|High||iː ɪ||ʊ uː|
|Mid||eː ɛ||ɔ oː|
- ⟨a⟩ = /a/ when short and /aː/ when long ⟨á⟩
- ⟨e⟩ = /ɛ/ (as in pet) when short and /eː/ (somewhat as in English they) when long ⟨é⟩
- ⟨i⟩ = /ɪ/ (as in pin) when short and /iː/ (as in machine) when long ⟨ꟾ⟩
- ⟨o⟩ = /ɔ/ (as in British English law) when short and /oː/ (somewhat as in holy) when long ⟨ó⟩
- ⟨u⟩ = /ʊ/ (as in put) when short and /uː/ (as in true) when long ⟨ú⟩. Also ⟨v⟩.
In inscriptions, and in upper case in handwriting, the letter u, whether as a consonant or as a vowel, was invariably written as V.
Classical Latin distinguished between long and short vowels, and the use of the apex, which indicates long vowels, was quite widespread during classical and postclassical times. In modern texts, long vowels are often indicated by a macron ⟨ā, ē, ī, ō, ū⟩, and short vowels are sometimes indicated by a breve ⟨ă, ĕ, ĭ, ŏ, ŭ⟩. The vowel-length distinction began to fade by Late Latin.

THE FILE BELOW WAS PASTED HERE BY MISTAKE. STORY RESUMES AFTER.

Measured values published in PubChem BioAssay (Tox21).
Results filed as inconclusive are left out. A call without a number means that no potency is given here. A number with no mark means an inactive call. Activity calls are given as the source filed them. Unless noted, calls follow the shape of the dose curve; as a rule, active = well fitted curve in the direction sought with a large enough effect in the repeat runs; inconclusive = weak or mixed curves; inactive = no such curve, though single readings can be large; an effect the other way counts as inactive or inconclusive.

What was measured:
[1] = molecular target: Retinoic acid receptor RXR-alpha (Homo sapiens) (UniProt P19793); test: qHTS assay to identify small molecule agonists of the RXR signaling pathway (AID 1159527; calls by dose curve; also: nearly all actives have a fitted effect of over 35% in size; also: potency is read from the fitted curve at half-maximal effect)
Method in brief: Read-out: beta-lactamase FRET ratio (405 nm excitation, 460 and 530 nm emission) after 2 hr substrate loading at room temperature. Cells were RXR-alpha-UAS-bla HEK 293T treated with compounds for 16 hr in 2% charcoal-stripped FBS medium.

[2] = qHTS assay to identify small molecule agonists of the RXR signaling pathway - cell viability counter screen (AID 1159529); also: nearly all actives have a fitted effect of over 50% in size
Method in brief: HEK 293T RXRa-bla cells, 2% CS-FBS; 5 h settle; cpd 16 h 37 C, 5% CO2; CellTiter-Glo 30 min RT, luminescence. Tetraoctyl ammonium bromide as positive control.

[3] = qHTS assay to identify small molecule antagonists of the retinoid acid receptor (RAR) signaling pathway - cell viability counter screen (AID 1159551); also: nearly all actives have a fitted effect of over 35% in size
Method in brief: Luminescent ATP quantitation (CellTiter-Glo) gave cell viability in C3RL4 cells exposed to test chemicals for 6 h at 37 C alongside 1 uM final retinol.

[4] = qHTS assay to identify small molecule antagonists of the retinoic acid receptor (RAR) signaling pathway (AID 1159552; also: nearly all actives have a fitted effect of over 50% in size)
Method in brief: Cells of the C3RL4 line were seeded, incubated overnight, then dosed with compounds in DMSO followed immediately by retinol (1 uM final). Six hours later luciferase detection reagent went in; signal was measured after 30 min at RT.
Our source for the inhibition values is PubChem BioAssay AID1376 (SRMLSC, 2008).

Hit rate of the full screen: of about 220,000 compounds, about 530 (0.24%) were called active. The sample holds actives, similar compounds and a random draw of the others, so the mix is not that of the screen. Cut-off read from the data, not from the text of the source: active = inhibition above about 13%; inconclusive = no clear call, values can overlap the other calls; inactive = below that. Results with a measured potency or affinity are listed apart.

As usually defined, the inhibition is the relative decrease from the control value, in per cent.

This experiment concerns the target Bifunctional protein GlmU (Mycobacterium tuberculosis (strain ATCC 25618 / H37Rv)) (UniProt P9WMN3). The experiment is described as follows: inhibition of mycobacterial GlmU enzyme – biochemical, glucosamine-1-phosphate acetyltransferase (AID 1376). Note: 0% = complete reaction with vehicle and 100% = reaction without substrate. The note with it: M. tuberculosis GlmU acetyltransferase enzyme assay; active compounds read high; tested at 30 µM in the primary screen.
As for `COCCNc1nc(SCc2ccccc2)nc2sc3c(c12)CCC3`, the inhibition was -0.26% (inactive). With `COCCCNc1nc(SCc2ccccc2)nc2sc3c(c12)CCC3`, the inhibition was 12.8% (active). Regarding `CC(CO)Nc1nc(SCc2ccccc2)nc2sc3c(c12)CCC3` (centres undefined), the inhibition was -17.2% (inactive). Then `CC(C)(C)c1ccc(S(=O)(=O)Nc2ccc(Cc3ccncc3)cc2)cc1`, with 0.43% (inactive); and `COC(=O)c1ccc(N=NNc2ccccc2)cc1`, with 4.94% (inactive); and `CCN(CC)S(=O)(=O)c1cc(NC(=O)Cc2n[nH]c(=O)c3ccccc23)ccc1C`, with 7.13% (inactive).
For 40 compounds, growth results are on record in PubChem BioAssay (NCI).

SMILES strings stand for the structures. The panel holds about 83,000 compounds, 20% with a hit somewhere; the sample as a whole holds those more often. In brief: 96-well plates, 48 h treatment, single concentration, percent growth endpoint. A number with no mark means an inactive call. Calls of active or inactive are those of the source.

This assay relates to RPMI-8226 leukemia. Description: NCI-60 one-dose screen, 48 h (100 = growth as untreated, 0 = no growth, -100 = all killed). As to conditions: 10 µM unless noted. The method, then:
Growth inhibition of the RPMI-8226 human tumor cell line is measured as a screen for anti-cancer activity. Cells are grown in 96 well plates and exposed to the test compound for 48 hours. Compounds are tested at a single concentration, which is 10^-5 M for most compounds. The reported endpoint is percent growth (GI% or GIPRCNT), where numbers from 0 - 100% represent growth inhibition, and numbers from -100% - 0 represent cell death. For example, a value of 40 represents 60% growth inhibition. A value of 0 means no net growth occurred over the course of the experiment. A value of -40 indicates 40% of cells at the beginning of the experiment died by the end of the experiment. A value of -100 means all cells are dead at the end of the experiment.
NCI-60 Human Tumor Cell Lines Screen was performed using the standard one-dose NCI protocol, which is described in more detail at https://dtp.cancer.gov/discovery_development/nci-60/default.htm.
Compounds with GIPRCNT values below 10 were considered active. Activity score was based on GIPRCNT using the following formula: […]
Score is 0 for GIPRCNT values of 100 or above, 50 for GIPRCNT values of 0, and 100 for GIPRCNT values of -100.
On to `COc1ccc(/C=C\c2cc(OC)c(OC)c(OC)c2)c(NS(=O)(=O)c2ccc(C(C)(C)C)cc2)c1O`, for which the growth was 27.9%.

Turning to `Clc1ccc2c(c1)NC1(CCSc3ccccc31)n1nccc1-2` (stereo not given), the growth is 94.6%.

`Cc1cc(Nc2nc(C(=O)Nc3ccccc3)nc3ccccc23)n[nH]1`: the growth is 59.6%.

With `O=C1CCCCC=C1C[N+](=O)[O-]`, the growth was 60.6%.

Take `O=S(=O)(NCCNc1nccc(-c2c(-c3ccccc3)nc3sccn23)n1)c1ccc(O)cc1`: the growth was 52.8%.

A vowel followed by an ⟨m⟩ or ⟨n⟩ (maintained later by some Romance languages), either at the end of a word (⟨m⟩ only) or before another consonant, is nasal, as in monstrum /mõːstrũː/, and in many cases the consonant is not pronounced, as in French and Portuguese.
||This section needs additional citations for verification. (August 2011)|
Latin was written in the Latin alphabet, derived from the Old Italic alphabet, which was in turn drawn from the Greek and ultimately the Phoenician alphabet. This alphabet has continued to be used over the centuries as the script for the Romance, Celtic, Germanic, Baltic, Finnic, and many Slavic languages (Polish, Slovak, Slovene, Croatian and Czech), as well as for many other languages, such as Indonesian, Vietnamese (previously used Chinese characters), and the Niger–Congo languages.